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Sigma 50-500 or 80-400 OS

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    Marc_Andrews
    7 Aug 2007 - 9:21 AM

    On Stevie's advice I've re-posted with a more meaningful title.....hoping for more replies (previous post replies here!

    My main interest is with dogs, wildlife & nature photography but also do a bit of sport work for the local paper and for most of these practices I need a big lens. I have two in mind but cant decide which one. I've read both reviews on epz but am still a little stuck for choice.

    The lenses areSigma-50-500mm-f4-63-EX-DG-APO-HSM & Sigma-80-400mm-f45-56-EX-APO-OS-DG.

    My gut is to go with the 400 because of the OS capability. However, the 500 is far more versatile & has sigma's HSM. Will I REALLY benefit from an optical satiliser unless I'm working in low light for the purpose that I want to use the lens which will be for birds (large & small), small animals (rabbits, squirrels, badgers etc) and a bit of sport action for the local paper.

    All comments appreciated, especially from others who have used either of these lenses, or anyone that could maybe suggest an alternative without me having to re-mortgage. 1,000 is about as far as my budget will stretch.

    Thanks you all in advance,

    Marc

    EDIT: Suppose I should add that I currently use a 300 with a 1.4x converter and the converter will be available for use on the new lens.

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    vaughar
    vaughar  9242 forum posts United Kingdom
    7 Aug 2007 - 10:06 AM

    I have the 80-400 OS and it have been very good to me. It's now about 3 years old and taken around 5k-7k shots and is now finally in need of a service (as the OS appears to have stopped working!)

    The only real problem with it has been the focussing - it works ok in good light conditions and as long as it's not way off to begin with. But in low light or where it has to search a long way it can hunt about a bit and need some manual assistance - it's also not very quiet!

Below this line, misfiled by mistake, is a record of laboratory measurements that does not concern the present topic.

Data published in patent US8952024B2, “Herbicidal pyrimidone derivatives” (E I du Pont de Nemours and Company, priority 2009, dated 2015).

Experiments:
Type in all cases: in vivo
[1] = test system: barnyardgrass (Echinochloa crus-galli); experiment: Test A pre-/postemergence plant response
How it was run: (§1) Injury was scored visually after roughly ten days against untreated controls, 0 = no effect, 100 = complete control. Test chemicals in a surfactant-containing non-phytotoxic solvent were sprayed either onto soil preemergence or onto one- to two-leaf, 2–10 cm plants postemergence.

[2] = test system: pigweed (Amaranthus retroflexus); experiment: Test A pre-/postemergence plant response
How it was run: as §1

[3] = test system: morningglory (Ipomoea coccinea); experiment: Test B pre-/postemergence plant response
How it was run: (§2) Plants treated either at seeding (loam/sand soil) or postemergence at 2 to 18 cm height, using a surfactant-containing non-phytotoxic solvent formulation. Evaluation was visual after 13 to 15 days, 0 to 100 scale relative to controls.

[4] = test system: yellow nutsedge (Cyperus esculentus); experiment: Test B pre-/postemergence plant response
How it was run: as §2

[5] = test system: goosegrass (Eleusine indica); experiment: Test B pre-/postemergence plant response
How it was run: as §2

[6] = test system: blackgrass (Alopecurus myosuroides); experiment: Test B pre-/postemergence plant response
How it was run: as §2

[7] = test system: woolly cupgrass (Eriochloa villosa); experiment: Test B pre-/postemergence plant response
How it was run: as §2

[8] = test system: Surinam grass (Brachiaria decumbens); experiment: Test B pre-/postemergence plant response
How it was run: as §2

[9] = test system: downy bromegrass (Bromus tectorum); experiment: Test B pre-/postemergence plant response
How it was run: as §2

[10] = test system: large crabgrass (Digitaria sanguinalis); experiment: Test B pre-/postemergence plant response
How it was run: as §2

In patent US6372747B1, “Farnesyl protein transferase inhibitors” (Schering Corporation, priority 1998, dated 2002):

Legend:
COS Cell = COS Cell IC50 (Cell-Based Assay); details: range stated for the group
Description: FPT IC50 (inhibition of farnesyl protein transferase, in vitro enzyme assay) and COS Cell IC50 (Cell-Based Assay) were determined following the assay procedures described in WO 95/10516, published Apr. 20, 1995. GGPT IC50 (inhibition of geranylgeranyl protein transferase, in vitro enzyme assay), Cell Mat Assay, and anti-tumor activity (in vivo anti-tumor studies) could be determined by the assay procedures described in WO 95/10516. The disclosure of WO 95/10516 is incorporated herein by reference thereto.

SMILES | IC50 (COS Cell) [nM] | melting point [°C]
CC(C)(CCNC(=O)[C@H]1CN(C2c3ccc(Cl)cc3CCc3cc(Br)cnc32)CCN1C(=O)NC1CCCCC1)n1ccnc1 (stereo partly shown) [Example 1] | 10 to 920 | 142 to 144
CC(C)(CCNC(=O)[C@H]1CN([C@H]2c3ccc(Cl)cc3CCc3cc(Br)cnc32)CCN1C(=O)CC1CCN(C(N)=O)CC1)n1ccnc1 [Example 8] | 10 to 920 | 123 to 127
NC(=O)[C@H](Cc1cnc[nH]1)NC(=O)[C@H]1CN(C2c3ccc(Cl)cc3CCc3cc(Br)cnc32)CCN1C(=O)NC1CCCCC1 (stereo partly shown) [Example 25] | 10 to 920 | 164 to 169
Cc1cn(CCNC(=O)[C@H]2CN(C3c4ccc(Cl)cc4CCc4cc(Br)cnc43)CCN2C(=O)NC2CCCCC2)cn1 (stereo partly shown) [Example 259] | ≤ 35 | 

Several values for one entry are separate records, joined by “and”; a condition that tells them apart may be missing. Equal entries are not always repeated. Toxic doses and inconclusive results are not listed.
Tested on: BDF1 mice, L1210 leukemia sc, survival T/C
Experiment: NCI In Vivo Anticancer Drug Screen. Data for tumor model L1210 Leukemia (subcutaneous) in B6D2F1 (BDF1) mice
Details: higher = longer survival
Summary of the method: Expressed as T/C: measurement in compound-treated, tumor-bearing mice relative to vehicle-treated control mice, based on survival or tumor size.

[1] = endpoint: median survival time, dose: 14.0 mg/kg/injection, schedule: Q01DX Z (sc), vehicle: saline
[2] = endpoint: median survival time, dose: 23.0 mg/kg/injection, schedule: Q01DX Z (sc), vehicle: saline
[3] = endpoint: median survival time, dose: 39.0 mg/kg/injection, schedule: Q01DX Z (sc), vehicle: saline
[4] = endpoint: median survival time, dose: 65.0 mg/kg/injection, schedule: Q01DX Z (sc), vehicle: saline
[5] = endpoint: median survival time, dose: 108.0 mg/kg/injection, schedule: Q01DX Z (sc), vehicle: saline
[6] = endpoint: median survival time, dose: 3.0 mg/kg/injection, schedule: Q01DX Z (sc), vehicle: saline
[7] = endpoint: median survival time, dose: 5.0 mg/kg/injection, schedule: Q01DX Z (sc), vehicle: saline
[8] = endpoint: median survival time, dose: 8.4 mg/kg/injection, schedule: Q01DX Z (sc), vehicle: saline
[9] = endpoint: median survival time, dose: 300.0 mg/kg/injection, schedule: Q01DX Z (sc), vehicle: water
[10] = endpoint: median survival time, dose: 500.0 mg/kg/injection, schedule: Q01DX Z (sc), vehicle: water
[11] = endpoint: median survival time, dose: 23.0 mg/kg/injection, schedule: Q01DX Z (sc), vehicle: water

This hasn't bothered me as I almost always have the lens prefocussed for car shots or just use manual focus anyway.

    I'd guess that this would only be made worse by putting the 1.4 converter on it as you'd lose a stop of light. In which case you'd be better off with the 50-500 and no converter.

    People usually comment about the weight of the 80-400 compared to the Canon 100-400, but as you're comparing it to the 50-500 I guess that won't be an issue as they're both big lenses.

    Given that you're after taking wildlife shots, if I were in your position I'd buy the 50-500 as you'll be waiting around a fair bit and will have something to rest the lens on. I bought the 80-400 as I tend to walk around a lot at race tracks and setting up a tripod/monopod just wouldn't work and for panning shots it's just perfect.

    Hope that helps.

    Rob.

    Squirrel
    Squirrel  7374 forum posts England1 Constructive Critique Points
    7 Aug 2007 - 12:38 PM

    I've just bought the Sigma 50-500 to use with my 400d and the 350d and I love it. Got a 1.4x convertor as well but haven't had the chance to try it. Took it to the zoo last week got some shots of a red panda who was happily sitting up a tree about 15 feet above. Bear in mind that I also had the barrier to contend with too so I was probably about 30 feet away. They are in my gallery if you want to have a look. I'ts a heavy lens so get a really sturdy tripod.
    regards Squirrel

    Last Modified By Squirrel at 7 Aug 2007 - 12:39 PM
    eonisuk
    eonisuk  7108 forum posts England
    18 Aug 2007 - 10:30 PM

    I also have the 50 - 500 brilliant lens for wild life although heavy monopod is good for that just sold my 75 - 300 canon lense as i will not be needing it anymore my wife says that the images that i have taken with it seem sharper as well got mine from onestop digital for just over 500
    hope this helps

    eon

    paulbroad
    paulbroad  681 forum posts United Kingdom825 Constructive Critique Points
    19 Aug 2007 - 9:13 AM

    I have the 50/500 and it fully lives up to the EX tag. Providing you hold it still the results are pin sharp but it is VERY heavy at nearly 2 KG. The lens is permanently mounted on one of my EOS digital bodies and some slides shot with it in an EOS 600 are spot on.

    I use a Benbo tripod if time allows or a good Manfrotto monopod - one at home, one in the car boot. I have hand held at the lower end of the zoom with success and shot sharp pictures of flying birds and aircraft hand held at 500 (800mm) by panning.

    I certainley do not regret buying this lens and I've already had numbers of images published from it including a couple with Alamy.

    Paul

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